gas: '8000000',
  skipGasEstimation: true,
  skipGuards: true,

The same pattern could be applied to the deconstructed execute:

import { sign } from '~/utils/environment/sign';
const options = {
  gas: '8000000',
  skipGasEstimation: true,
  skipGuards: true,
const prepared = await transfer.prepare(params, options);
const signedTransactionData = await sign(prepared.rawTransaction, environment);
const result = await transfer.send(signedTransactionData, params);


Main principle: Every smart contract should be seen as an event-sourced entity:

  • It has one current state. We can query the current state through calls.
  • This current state is the result of an initial state and a list of transactions that altered that state. When the state of a smart contract changes, it should emit events in a fashion that an external observer can reproduce the state of the smart contract from every point in history only by observing the emitted events.

In other words: Events should transport as much information as needed so that an observer can sync for example a database.

How to do this:

  1. Define the shape of the state of a smart contract
  2. Define possible changes to that state
  3. Emit events when that state changes.

Example ERC20

  1. Shape of state:
mapping (address => uint256) balances;
  1. Possible changes:
  • Someone sends somebody an amount: Transfer
  1. Emit events: It is obvious for that example, but lets see what an observer can see the following events and reproduce every step in history.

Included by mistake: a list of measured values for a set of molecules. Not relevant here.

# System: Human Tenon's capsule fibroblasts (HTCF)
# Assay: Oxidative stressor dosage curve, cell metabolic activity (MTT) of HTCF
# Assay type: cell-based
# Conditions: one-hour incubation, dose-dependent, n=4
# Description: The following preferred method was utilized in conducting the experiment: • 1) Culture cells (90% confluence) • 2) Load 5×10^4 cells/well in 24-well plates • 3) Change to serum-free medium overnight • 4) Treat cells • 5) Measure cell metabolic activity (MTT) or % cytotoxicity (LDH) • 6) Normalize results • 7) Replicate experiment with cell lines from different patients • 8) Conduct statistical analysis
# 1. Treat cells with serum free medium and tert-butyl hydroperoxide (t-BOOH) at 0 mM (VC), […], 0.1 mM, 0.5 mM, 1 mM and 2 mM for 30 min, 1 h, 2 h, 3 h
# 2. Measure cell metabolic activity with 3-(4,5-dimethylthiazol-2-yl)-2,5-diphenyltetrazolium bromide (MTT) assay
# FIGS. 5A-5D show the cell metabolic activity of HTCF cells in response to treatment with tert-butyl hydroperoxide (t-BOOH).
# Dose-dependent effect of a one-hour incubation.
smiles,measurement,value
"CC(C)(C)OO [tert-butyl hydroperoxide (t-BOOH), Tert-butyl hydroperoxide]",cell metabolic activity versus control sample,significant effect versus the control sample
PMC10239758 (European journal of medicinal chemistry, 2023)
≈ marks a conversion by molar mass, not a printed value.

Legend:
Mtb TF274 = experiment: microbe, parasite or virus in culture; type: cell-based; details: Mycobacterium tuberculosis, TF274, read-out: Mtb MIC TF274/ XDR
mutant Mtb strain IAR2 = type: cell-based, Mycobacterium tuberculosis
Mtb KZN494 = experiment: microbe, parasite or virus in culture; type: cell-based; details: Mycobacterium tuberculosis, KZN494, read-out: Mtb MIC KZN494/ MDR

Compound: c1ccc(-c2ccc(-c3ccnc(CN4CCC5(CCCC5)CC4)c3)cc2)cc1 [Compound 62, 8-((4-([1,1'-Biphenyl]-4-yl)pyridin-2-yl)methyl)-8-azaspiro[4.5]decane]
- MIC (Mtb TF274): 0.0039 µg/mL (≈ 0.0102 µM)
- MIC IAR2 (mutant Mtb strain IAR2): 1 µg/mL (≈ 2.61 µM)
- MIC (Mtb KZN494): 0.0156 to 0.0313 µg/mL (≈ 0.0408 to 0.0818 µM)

For the sake of simplicity, lets assume that: 0x0: is the null address 0x1: user 1 0x2: user 2 ...and so on

Transfer(0x0, 0x1, 100) // Initial minting: User 1 receives 100 tokens. Total 100 tokens.
Transfer(0x1, 0x2, 30) // User 1 sends 30 tokens to user 2. New balances: User 1: 70, User 2: 30.

Although we fire events after the action happened, we use nouns in the event names. So: NewFund instead of FundCreated of CreateFund.

Like we communicate to the outside world: Hey, there is a NewFund.


Permission denied (publickey) when cloning the repo

Try cloning using git clone

Spec json is invalid when running Parity Devchain

Update your Parity installation to the latest version or try changing "instantSeal": null to "instantSeal": { "params": {} } in chainGenesis.json

Stuck at deploy step

Deploying contracts may stuck indefinitely in case your parity node is not unlocked for some reason. Locked node requires you to enter password for each transaciton manually.


As an open-source project, we welcome any kind of community involvement, whether that is by contributing code, reporting issues or engaging in insightful discussions. Please see our contributing instructions for information on the code style we use.

Security Issues

If you find a vulnerability that may affect live or testnet deployments please send your report privately to Please DO NOT file a public issue.

Protocol Design

When considering protocol design proposals, we are looking for:

  • A description of the problem this design proposal solves
  • Discussion of the tradeoffs involved
  • Review of other existing solutions
  • Links to relevant literature (RFCs, papers, etc)
  • Discussion of the proposed solution

Please note that protocol design is hard, and meticulous work. You may need to review existing literature and think through generalized use cases.

Implementation Design

When considering design proposals for implementations, we are looking for:

  • A description of the problem this design proposal solves
  • Discussion of the tradeoffs involved
  • Discussion of the proposed solution